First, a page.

Derrylin fatal fire: ‘God knows reasons, we do not yet’

Fire service and police forensic teams at the scene of a fire where a number of people were killed in a fire, one man was arrested
Fire service and police forensic teams at the scene of a fire where a number of people were killed in a fire, one man was arrested

A cleric has said it seems like only “God knows the reasons” why a catastrophic blaze came to engulf a home, claiming at least three lives.

Neighbours mounted a desperate but doomed bid to save a family from a blaze which reduced their rural home to ruins yesterday morning.

Emergency services near the scene of the tragic house fire at Molly Road, Derrylin

Emergency services near the scene of the tragic house fire at Molly Road, Derrylin

At least three people have died in what police suspect may be a case of murder.

Despite the enormity of the tragedy which has struck the “tight-knit” south Fermanagh farming community, many details about the fire remained unclear last night.

It is thought different generations of a family were killed.

After news of the catastrophe spread yesterday, accounts surfaced of attempts to rescue those inside the building on the outskirts of Derrylin village.

Catherine Fee, 27, said her father Tom owned the rented house. The student, who lives just a few minutes away, said he received a report of smoke coming from the property after 7am.

“My dad got up and went down to check,” she said.

“He tried to get into the house. They (her father and a neighbour) smashed the windows in trying to get into the house. It’s just so tragic, it’s an awful shock.”

At time of writing last night, a man, aged 27, was in police custody on suspicion of murder after having been arrested at the scene.

They said that “at least three people” were dead in what they believe was an act of arson.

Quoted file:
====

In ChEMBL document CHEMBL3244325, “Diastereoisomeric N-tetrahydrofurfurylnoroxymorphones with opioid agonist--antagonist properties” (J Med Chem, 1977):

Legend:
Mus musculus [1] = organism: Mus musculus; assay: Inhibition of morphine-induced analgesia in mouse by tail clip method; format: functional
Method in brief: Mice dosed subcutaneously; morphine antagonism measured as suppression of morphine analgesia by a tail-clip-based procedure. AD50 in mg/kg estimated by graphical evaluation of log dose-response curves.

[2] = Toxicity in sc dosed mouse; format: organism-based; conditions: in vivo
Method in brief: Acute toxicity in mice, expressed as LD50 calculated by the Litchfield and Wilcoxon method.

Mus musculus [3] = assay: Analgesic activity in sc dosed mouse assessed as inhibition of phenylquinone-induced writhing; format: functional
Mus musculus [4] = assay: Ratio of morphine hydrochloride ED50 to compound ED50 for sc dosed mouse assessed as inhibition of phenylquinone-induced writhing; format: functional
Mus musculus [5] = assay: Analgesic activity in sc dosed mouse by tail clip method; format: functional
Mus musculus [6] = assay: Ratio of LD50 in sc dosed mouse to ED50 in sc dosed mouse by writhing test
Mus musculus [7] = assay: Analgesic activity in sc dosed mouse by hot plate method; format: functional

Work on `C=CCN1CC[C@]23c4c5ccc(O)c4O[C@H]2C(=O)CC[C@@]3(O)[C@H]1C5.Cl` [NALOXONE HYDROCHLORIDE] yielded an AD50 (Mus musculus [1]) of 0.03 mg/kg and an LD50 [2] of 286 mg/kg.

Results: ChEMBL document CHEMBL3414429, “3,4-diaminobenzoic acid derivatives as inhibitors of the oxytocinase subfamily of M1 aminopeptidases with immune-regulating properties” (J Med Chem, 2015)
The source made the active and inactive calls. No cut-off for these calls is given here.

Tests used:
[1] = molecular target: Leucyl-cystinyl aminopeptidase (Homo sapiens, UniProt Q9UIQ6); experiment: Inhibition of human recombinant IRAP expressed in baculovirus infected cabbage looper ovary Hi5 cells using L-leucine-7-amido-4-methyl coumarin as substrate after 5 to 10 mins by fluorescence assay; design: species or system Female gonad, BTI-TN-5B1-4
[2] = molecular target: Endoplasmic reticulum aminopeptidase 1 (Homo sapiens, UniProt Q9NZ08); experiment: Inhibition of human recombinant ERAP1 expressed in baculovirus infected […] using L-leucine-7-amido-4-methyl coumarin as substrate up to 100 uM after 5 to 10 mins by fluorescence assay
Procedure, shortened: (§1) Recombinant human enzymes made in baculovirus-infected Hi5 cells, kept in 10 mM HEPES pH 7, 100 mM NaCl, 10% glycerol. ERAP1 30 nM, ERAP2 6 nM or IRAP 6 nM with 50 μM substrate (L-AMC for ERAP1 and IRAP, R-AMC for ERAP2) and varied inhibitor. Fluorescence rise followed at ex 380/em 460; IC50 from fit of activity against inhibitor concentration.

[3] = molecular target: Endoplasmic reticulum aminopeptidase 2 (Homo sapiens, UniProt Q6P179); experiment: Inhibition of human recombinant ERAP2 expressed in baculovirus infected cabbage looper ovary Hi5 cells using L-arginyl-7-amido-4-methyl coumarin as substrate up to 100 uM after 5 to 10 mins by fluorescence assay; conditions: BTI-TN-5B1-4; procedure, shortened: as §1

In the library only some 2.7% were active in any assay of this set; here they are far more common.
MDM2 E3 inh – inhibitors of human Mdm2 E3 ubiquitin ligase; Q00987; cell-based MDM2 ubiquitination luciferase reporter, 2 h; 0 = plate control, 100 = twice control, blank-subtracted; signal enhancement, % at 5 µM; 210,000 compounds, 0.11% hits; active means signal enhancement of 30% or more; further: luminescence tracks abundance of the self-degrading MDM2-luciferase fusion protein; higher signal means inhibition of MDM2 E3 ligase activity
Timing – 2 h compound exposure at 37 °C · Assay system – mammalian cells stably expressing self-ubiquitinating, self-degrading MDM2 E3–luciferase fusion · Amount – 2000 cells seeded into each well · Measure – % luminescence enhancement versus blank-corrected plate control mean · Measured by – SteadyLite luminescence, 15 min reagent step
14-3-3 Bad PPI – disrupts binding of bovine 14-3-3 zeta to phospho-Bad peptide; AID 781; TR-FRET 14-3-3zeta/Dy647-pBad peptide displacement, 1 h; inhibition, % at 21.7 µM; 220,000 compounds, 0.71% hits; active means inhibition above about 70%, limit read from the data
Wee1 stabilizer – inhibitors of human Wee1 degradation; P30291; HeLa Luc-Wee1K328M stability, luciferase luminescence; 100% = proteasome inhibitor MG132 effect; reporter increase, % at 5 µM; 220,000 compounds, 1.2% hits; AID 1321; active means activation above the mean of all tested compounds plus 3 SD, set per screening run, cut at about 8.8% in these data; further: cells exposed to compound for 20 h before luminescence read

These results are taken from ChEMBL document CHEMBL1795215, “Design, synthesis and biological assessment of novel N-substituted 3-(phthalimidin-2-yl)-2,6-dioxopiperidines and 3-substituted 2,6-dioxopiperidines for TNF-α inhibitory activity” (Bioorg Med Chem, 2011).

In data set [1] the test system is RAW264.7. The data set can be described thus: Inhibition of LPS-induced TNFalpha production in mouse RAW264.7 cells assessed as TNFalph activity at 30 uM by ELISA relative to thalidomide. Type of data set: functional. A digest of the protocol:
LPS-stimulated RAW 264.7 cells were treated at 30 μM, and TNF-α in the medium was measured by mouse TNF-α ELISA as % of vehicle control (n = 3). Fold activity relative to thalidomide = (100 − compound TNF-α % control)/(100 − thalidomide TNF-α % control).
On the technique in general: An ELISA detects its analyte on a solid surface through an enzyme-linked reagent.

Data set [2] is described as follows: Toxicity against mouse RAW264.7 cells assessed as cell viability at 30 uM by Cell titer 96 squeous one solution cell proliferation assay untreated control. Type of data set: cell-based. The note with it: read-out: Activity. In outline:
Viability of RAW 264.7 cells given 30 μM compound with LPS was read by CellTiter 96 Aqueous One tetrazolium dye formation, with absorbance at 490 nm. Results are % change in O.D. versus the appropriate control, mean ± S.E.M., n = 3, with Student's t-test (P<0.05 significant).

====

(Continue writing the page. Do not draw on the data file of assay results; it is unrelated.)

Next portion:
Police cordoned off an area around the house, and had not revealed much about the identities of those who perished, including their ages.

Although the occupants of the house are understood to have lived in the area for up to 18 months, few people in the surrounding community knew anything about them.

However, it is thought they had previously lived in both England and the Republic.

Rev Alastair Donaldson, minister in the area’s Anglican parish, said: “Derrylin is a very tight-knit community. I think a lot of people are just in shock at what has happened.

“There’s a lot of difficult circumstances go on in the world.

“But God knows the reasons for why things happen.

“We don’t at the moment.”

Rev Donaldson added that he has been praying for “whatever family is left”.

Father Gerry Alwill, parish priest of Knockninny, covering Derrylin, said it is not known to which denomination – if any – the dead people belonged.

He also told of desperate rescue attempts, saying that he had spoken to the owner of the rented house during late morning.

Father Alwill said the man and a neighbour had used a sledgehammer to try and enter the property because “these new modern doors are very hard to break open”.

He said by the time these efforts were underway the building was already “well engulfed”, and it “just wasn’t possible”.

Whilst “naturally upset” by events, the priest said the owner went to work afterwards.

The isolated detached bungalow where the fire broke out is on a hill not far from the border, and it is understood it can be seen from the village of Derrylin.

Whilst no official account has been forthcoming, one local source told the News Letter the victims were a woman and her two children, one of whom was a woman aged in her 20s and the other a teenage boy.

The source also said an infant child may have been in the house when the fire broke out.

Sinn Fein councillor Barry Doherty said the property had been rented out and the occupants had been living there for between 12 to 18 months.

He told the News Letter that the victims were originally from Doncaster in England and had previously lived in the Republic of Ireland for a time before moving to Fermanagh.

“From local knowledge, we believe those who have died were generations of the one family,” Mr Doherty said.

The fire brigade said its officers took an emergency call about the fire at 7.14am.

Police tape yesterday sealed off the entrance to Molly Road, a rural lane just off the Doon Road.

It is understood the house affected is the only one in Molly Road, where there are also a number of farm buildings, surrounded by fields.

Fire engines and police cars came and went from the scene for most of the day.

Detective Superintendent Murphy appealed for anyone who was in the Molly Road/Doon Road area yesterday morning to contact police.